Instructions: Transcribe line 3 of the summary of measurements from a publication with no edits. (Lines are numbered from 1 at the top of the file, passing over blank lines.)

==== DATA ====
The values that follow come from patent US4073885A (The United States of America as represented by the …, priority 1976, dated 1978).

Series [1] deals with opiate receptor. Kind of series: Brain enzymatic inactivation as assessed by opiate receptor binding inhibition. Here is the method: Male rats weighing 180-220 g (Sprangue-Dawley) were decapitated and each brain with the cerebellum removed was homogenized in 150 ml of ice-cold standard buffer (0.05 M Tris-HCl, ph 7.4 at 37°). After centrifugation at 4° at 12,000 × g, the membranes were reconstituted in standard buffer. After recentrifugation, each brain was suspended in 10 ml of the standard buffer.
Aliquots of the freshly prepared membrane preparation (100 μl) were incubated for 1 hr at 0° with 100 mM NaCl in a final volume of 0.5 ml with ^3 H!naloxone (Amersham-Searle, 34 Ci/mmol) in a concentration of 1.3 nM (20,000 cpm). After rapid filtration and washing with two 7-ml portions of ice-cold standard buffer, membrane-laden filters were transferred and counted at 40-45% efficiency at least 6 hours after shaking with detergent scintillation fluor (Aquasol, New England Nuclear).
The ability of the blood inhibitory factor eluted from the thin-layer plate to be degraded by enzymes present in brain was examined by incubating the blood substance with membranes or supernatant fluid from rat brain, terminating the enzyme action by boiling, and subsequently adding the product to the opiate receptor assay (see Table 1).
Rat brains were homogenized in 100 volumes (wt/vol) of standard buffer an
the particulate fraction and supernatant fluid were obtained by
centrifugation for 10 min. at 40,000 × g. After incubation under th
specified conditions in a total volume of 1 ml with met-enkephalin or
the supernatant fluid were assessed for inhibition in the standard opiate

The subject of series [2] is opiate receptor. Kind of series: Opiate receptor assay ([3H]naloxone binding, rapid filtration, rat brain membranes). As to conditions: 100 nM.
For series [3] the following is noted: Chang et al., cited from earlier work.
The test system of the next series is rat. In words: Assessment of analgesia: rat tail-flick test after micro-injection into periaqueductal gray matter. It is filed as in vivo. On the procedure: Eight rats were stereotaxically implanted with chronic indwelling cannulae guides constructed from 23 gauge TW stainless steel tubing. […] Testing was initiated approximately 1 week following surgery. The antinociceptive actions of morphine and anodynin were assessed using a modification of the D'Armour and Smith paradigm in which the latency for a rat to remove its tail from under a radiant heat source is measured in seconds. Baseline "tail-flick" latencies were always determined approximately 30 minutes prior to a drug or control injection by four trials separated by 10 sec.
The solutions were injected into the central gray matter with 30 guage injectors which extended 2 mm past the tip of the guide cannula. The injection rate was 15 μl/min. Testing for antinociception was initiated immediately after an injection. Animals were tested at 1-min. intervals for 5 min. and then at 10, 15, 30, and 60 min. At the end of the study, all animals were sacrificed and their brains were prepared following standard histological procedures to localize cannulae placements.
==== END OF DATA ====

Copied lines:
Aliquots of the freshly prepared membrane preparation (100 μl) were incubated for 1 hr at 0° with 100 mM NaCl in a final volume of 0.5 ml with ^3 H!naloxone (Amersham-Searle, 34 Ci/mmol) in a concentration of 1.3 nM (20,000 cpm). After rapid filtration and washing with two 7-ml portions of ice-cold standard buffer, membrane-laden filters were transferred and counted at 40-45% efficiency at least 6 hours after shaking with detergent scintillation fluor (Aquasol, New England Nuclear).